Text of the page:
• Over 150 Global Game Jam 2019 Games Have VR Support
    Over 150 Global Game Jam 2019 Games Have VR Support

    With over 8,000 entries there were about 160 that had VR support from last weekend's Global Game Jam 2019! Here are some of the best.

    The post Over 150 Global Game Jam 2019 Games Have VR Support appeared first on UploadVR.

  • Vive Developers Flock To New Subreddit Amidst Moderator Fallout
    Vive Developers Flock To New Subreddit Amidst Moderator Fallout

    One of Reddit’s key VR communities is seeing something of an exodus this week amidst a moderator fallout.

    Members of the r/Vive subreddit, which currently holds over 110,000 subscribers, have turned to a new hub named r/Vive_vr following disagreements with moderator and founder u/500500. The new subreddit already amassed more than 10,000 subscribers at the time of writing. Perhaps more importantly, though, plenty of VR developers have come out to show their support for the new page.

    Disagreement over 500500’s leadership came to a head over the weekend. Many of the complaints stem from aggressive policies that lead to banning users and even VR developers. Reddit, in general, doesn’t allow companies to advertise their products. The site has an official premium advertising platform to cater to those needs. Technically, developers talking about their own products is advertising. Banning developers, though, robs the community of a link between creators and fans.

    According to a thread on the new subreddit, banned developers include Onward creator Downpour Interactive, Rec Room studio Against Gravity and The Soulkeeper VR maker HELM Systems. Meanwhile, developers like Triangular Pixels and One Hamsa have come forth to show their support for the new hub.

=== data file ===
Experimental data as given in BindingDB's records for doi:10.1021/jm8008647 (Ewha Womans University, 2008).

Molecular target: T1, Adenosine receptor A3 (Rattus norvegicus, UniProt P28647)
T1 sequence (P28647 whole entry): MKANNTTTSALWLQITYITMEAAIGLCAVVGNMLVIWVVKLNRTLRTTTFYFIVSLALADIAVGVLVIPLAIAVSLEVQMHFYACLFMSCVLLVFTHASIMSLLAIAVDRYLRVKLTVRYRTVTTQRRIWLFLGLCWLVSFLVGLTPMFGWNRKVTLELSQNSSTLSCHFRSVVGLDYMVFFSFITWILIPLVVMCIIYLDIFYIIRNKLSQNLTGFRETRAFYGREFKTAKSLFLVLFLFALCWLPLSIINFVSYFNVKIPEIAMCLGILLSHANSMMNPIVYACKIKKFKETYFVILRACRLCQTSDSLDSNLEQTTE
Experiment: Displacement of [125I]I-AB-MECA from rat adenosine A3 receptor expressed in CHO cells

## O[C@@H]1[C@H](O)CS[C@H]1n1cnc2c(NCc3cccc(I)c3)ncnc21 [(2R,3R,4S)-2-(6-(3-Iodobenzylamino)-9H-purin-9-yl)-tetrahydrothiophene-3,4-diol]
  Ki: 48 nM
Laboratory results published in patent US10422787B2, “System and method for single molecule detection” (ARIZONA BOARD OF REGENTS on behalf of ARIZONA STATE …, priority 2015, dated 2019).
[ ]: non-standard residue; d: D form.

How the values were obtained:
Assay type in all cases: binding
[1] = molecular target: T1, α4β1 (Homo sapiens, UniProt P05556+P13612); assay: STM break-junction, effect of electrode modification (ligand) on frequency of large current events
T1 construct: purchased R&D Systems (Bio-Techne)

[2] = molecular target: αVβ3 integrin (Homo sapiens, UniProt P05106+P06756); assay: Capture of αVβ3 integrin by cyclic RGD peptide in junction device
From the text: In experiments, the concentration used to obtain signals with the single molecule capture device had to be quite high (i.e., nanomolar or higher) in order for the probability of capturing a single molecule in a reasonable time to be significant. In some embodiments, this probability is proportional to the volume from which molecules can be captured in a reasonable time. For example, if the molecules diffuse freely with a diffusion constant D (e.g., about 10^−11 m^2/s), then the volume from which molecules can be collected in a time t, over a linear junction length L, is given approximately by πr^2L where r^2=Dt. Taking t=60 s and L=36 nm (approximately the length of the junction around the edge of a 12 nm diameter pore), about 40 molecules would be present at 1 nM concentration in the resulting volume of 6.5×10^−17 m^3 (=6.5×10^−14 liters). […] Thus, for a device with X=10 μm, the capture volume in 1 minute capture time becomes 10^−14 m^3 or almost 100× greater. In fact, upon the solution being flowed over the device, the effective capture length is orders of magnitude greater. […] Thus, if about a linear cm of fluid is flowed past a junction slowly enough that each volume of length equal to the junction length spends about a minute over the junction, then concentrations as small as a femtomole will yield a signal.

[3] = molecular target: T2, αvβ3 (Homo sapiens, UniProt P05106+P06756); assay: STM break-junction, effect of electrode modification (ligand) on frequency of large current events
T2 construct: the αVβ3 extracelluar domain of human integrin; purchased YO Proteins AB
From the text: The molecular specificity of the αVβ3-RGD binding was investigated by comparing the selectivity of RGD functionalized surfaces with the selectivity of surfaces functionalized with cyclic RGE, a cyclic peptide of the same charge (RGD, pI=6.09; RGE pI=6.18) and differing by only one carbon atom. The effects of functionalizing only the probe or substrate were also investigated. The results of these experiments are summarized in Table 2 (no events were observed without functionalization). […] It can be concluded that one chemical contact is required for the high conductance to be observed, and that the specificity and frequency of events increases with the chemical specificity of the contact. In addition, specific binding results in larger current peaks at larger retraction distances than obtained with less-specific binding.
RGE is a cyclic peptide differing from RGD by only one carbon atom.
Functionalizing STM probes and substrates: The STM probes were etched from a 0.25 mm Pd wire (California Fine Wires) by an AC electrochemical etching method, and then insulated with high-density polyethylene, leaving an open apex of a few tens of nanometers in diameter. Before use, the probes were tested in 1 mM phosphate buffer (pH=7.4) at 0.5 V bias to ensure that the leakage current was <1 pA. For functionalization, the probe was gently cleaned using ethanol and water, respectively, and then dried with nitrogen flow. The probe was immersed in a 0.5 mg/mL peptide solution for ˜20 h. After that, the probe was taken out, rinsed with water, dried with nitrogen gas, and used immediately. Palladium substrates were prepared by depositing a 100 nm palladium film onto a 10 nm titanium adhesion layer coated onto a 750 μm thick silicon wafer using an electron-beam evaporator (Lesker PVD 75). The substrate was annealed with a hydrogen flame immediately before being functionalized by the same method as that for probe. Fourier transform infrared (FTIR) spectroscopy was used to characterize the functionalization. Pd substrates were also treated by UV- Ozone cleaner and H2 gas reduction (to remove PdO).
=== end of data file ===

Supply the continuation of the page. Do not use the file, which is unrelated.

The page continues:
Arguably the highest-profile developer to speak out is The Gallery maker Cloudhead Games. The studio’s Anthony Stevens wrote up a Medium post detailing its standing on r/Vive. “Every interaction we have with the community could be accused of self-promotion,” Stevens wrote. “But we just love the VR community and want to support it and be a part of it. Full stop.”

    In the past 48 hours, u/500500 claimed r/Vive is a community “only because I allow it” and that he holds “the fate of the vive community” in his hands. In his first post today following the weekend’s outburst he appears to basically mock the entire situation.

    Dear community,

    I /u/500500, moderator of /r/vive, am please to announce that this subreddit gained 926 subscribers yesterday. The page view count for the day fell just short of 600,000. These figures represent a new high for the last 12 months from the available statistics . This reflects an exciting growth in the subscriber base and user activity. Yesterday, half of visitors were using reddit apps to access the subreddit compared to the 10% that is normally seen. I would like to welcome our new friends to this subreddit and look forward to your contributions to the VR discussion. I also would like to embrace the new demographics reflected by the new ways people are now accessing /r/vive.

    Whether or not the new Vive subreddit flourishes remains to be seen.

    Tagged with: htc vive, reddit, Subreddit

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  • ‘The Under Presents’: Interactive Live Theater For The Oculus Quest